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Re-Comissioning Initiative
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An Alternative Plan for Recomissioning Route 66

Historic Route 66

A Plan For A New U.S. 66

Historic Route 66

As many knowledgeable observers are quick to point out, it would be clearly impossible to re-commission Route 66's old roadway as a through route. There are some sections, particularly in the far West, where the Interstate Highways that replaced it covered up Old Route 66. In other locations the old road is either out of service or in very poor condition. Yet there are still numerous, long stretches of the old road found in diverse locations that are in excellent condition and still maintained by the state highway departments. It's just that such roads are no longer designated as U.S. 66 by their respective state highway departments. Often some completely different state highway number may be assigned to the old road. This in turn leads to confusion and disappointment for those who wish to navigate Old Route 66 and see roadside markers posted for some completely different state highway number.

A good fix for this situation is to re-designate such state highway sections of Old Route 66 as a special U.S. Highway designation as defined by the American Association of State Highway & Transportation Officials (AASHTO). The best official designation to use would be "Alternate". The Route could be officially re-designated as "Alternate" U.S. 66, but states have the leeway to post signs that would actually say "Historic U.S. 66". This has already been done in a few states but not as of yet on Route 66.

Historic 66 There are also stretches of original roadway that have been turned over to county maintenance but never the less remain in excellent condition and up to state standards or nearly so. These stretches could also be re-commissioned as a new U.S. "Alternate" 66 to be signed as "Historic" U.S. 66. But the issue of placing a new U.S. Route designation on a county highway will need to be resolved. In some cases it may be necessary for the state highway departments to re-annex the roadway to their state system.

Since an "Alternate" or "Business" designation cannot function by itself as a stand-alone route, our new historic-signed Alternate U.S. 66 will need some kind of a primary, "parent" highway to be connected to. The primary, parent road will also provide the necessary long-distance continuity normally associated with U.S. Numbered Highways. The most expedient way accomplish this is to simply re-designate the five Interstate Highways between Chicago and Santa Monica, California as U.S. 66 proper. This would also have the effect of accomplishing the following additional objectives:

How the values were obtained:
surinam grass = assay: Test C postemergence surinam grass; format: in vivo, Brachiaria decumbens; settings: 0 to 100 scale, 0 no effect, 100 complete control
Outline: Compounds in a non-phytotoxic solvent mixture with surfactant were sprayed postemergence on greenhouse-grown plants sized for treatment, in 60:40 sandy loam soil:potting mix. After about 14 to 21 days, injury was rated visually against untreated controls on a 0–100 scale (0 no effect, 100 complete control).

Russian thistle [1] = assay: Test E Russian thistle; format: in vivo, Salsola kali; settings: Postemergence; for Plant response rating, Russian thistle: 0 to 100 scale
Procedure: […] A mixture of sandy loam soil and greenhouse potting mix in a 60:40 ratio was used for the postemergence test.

• First, it would pay national tribute to what is arguably the most famous highway in history by restoring U.S. Highway 66 to its prominent role in its traditional corridor as a living, functioning and relevant highway. Second, it would smooth and simplify long-distance navigation in the corridor by replacing five Interstate route numbers with a single U.S. route number. Third, it could give some people a taste of a Route 66 "experience" that might just simply not have time or are otherwise unable to drive down the old two-lane road from yesteryear.

  • U.S. 66New signage placed at interchanges and junctions would direct tourists, history buffs, pleasure seekers and RV'ers to the old road ("Historic" U.S. 66) while retaining heavy industrial and time critical traffic on the freeway (U.S. 66). The resulting increase in tourist and recreation traffic on the old historic route will in turn bring new life to communities and businesses along the old road.

  • Additionally, the old roadway also needs to be established as a National Scenic/Historic Byway. This would offer protection to the many historic roadside businesses and landmarks as well as to the roadway itself. The combination of official U.S. Highway designation and Historic Byway designation would complement each other. New U.S. Highway designation would put the Route back on standard road atlases and provide signage, while the Byway designation would offer historic protection. Does this great National treasure deserve anything less?


An interesting idea was brought up on the U.S. Highways e-group that would recommission the U.S. 66 Route designation but limit the new U.S. 66 to the corridor between Springfield, MO and El Reno, OK. This is a rather simple and straightforward plan that might not be too difficult to implement.

Included would be the following three distinct advantages:

  1. It would only involve the transportation departments from three states which would be far less complicated than involving all eight.